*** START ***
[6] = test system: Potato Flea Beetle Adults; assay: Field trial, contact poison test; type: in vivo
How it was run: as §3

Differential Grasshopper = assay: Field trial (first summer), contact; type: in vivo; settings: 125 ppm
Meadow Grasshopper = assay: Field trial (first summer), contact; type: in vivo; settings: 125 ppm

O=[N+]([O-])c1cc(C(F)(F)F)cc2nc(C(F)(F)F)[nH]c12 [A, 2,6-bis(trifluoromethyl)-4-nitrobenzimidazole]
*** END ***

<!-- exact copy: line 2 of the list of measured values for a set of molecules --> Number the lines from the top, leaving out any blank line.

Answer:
How it was run: as §3